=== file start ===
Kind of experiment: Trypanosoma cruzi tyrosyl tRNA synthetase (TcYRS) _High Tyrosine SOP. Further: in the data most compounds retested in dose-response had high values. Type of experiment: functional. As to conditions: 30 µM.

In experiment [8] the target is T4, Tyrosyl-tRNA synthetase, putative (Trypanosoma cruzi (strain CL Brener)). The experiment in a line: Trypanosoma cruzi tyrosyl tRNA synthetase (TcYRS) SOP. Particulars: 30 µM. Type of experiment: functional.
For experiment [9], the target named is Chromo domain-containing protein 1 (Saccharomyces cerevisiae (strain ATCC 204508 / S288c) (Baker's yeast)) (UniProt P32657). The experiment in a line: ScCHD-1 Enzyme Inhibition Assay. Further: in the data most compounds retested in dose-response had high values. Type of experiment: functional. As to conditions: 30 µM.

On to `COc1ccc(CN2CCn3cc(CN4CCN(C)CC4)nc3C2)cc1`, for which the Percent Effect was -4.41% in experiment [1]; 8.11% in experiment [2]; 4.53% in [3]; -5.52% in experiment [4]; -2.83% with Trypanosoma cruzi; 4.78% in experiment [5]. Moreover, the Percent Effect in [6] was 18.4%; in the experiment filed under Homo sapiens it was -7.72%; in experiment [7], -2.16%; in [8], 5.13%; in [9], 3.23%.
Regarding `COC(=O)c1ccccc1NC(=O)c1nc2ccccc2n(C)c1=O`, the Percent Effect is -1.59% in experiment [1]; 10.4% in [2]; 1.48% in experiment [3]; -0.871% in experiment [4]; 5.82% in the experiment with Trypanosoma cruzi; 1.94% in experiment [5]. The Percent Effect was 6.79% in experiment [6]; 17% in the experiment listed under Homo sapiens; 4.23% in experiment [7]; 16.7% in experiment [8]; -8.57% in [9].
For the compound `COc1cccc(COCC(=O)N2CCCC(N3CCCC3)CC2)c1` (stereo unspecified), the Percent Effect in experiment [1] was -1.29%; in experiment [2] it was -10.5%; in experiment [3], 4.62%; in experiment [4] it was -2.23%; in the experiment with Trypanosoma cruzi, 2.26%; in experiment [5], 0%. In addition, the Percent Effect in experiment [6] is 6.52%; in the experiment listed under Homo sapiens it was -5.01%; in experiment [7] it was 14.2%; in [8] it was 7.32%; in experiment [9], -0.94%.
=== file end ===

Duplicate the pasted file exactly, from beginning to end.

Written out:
Kind of experiment: Trypanosoma cruzi tyrosyl tRNA synthetase (TcYRS) _High Tyrosine SOP. Further: in the data most compounds retested in dose-response had high values. Type of experiment: functional. As to conditions: 30 µM.

In experiment [8] the target is T4, Tyrosyl-tRNA synthetase, putative (Trypanosoma cruzi (strain CL Brener)). The experiment in a line: Trypanosoma cruzi tyrosyl tRNA synthetase (TcYRS) SOP. Particulars: 30 µM. Type of experiment: functional.
For experiment [9], the target named is Chromo domain-containing protein 1 (Saccharomyces cerevisiae (strain ATCC 204508 / S288c) (Baker's yeast)) (UniProt P32657). The experiment in a line: ScCHD-1 Enzyme Inhibition Assay. Further: in the data most compounds retested in dose-response had high values. Type of experiment: functional. As to conditions: 30 µM.

On to `COc1ccc(CN2CCn3cc(CN4CCN(C)CC4)nc3C2)cc1`, for which the Percent Effect was -4.41% in experiment [1]; 8.11% in experiment [2]; 4.53% in [3]; -5.52% in experiment [4]; -2.83% with Trypanosoma cruzi; 4.78% in experiment [5]. Moreover, the Percent Effect in [6] was 18.4%; in the experiment filed under Homo sapiens it was -7.72%; in experiment [7], -2.16%; in [8], 5.13%; in [9], 3.23%.
Regarding `COC(=O)c1ccccc1NC(=O)c1nc2ccccc2n(C)c1=O`, the Percent Effect is -1.59% in experiment [1]; 10.4% in [2]; 1.48% in experiment [3]; -0.871% in experiment [4]; 5.82% in the experiment with Trypanosoma cruzi; 1.94% in experiment [5]. The Percent Effect was 6.79% in experiment [6]; 17% in the experiment listed under Homo sapiens; 4.23% in experiment [7]; 16.7% in experiment [8]; -8.57% in [9].
For the compound `COc1cccc(COCC(=O)N2CCCC(N3CCCC3)CC2)c1` (stereo unspecified), the Percent Effect in experiment [1] was -1.29%; in experiment [2] it was -10.5%; in experiment [3], 4.62%; in experiment [4] it was -2.23%; in the experiment with Trypanosoma cruzi, 2.26%; in experiment [5], 0%. In addition, the Percent Effect in experiment [6] is 6.52%; in the experiment listed under Homo sapiens it was -5.01%; in experiment [7] it was 14.2%; in [8] it was 7.32%; in experiment [9], -0.94%.